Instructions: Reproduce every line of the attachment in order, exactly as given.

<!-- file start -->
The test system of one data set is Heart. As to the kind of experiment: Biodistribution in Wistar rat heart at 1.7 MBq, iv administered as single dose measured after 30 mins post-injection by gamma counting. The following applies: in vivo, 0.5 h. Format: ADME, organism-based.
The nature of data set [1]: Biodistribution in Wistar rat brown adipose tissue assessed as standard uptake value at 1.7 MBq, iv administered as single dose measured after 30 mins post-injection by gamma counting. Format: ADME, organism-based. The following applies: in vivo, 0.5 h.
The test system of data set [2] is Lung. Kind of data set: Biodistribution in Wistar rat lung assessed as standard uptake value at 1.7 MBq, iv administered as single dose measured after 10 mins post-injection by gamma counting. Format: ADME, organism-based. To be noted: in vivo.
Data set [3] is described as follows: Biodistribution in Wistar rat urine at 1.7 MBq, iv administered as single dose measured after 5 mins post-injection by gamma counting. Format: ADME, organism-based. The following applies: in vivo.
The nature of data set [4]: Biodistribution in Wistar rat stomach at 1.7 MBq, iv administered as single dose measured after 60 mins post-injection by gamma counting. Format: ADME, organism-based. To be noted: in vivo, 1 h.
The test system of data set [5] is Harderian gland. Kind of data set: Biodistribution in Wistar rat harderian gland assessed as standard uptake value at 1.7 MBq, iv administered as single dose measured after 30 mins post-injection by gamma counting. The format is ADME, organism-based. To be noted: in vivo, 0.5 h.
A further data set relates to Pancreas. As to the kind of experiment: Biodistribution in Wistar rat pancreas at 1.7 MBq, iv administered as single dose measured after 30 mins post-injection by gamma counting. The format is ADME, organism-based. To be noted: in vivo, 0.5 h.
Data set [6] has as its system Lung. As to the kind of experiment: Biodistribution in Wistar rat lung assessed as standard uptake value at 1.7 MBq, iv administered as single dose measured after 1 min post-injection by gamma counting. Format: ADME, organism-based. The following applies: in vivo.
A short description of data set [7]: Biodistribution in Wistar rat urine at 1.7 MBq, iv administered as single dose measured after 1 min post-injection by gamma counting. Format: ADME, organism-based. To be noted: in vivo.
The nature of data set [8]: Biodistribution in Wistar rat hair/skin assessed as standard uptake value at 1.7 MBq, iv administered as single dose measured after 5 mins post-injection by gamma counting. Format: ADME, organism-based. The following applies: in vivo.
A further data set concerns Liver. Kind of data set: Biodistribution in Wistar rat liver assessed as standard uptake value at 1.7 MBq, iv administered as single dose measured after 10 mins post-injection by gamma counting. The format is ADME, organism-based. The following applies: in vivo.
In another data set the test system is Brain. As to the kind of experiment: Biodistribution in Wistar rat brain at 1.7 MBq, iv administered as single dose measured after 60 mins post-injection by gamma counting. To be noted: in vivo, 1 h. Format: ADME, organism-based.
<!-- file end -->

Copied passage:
The test system of one data set is Heart. As to the kind of experiment: Biodistribution in Wistar rat heart at 1.7 MBq, iv administered as single dose measured after 30 mins post-injection by gamma counting. The following applies: in vivo, 0.5 h. Format: ADME, organism-based.
The nature of data set [1]: Biodistribution in Wistar rat brown adipose tissue assessed as standard uptake value at 1.7 MBq, iv administered as single dose measured after 30 mins post-injection by gamma counting. Format: ADME, organism-based. The following applies: in vivo, 0.5 h.
The test system of data set [2] is Lung. Kind of data set: Biodistribution in Wistar rat lung assessed as standard uptake value at 1.7 MBq, iv administered as single dose measured after 10 mins post-injection by gamma counting. Format: ADME, organism-based. To be noted: in vivo.
Data set [3] is described as follows: Biodistribution in Wistar rat urine at 1.7 MBq, iv administered as single dose measured after 5 mins post-injection by gamma counting. Format: ADME, organism-based. The following applies: in vivo.
The nature of data set [4]: Biodistribution in Wistar rat stomach at 1.7 MBq, iv administered as single dose measured after 60 mins post-injection by gamma counting. Format: ADME, organism-based. To be noted: in vivo, 1 h.
The test system of data set [5] is Harderian gland. Kind of data set: Biodistribution in Wistar rat harderian gland assessed as standard uptake value at 1.7 MBq, iv administered as single dose measured after 30 mins post-injection by gamma counting. The format is ADME, organism-based. To be noted: in vivo, 0.5 h.
A further data set relates to Pancreas. As to the kind of experiment: Biodistribution in Wistar rat pancreas at 1.7 MBq, iv administered as single dose measured after 30 mins post-injection by gamma counting. The format is ADME, organism-based. To be noted: in vivo, 0.5 h.
Data set [6] has as its system Lung. As to the kind of experiment: Biodistribution in Wistar rat lung assessed as standard uptake value at 1.7 MBq, iv administered as single dose measured after 1 min post-injection by gamma counting. Format: ADME, organism-based. The following applies: in vivo.
A short description of data set [7]: Biodistribution in Wistar rat urine at 1.7 MBq, iv administered as single dose measured after 1 min post-injection by gamma counting. Format: ADME, organism-based. To be noted: in vivo.
The nature of data set [8]: Biodistribution in Wistar rat hair/skin assessed as standard uptake value at 1.7 MBq, iv administered as single dose measured after 5 mins post-injection by gamma counting. Format: ADME, organism-based. The following applies: in vivo.
A further data set concerns Liver. Kind of data set: Biodistribution in Wistar rat liver assessed as standard uptake value at 1.7 MBq, iv administered as single dose measured after 10 mins post-injection by gamma counting. The format is ADME, organism-based. The following applies: in vivo.
In another data set the test system is Brain. As to the kind of experiment: Biodistribution in Wistar rat brain at 1.7 MBq, iv administered as single dose measured after 60 mins post-injection by gamma counting. To be noted: in vivo, 1 h. Format: ADME, organism-based.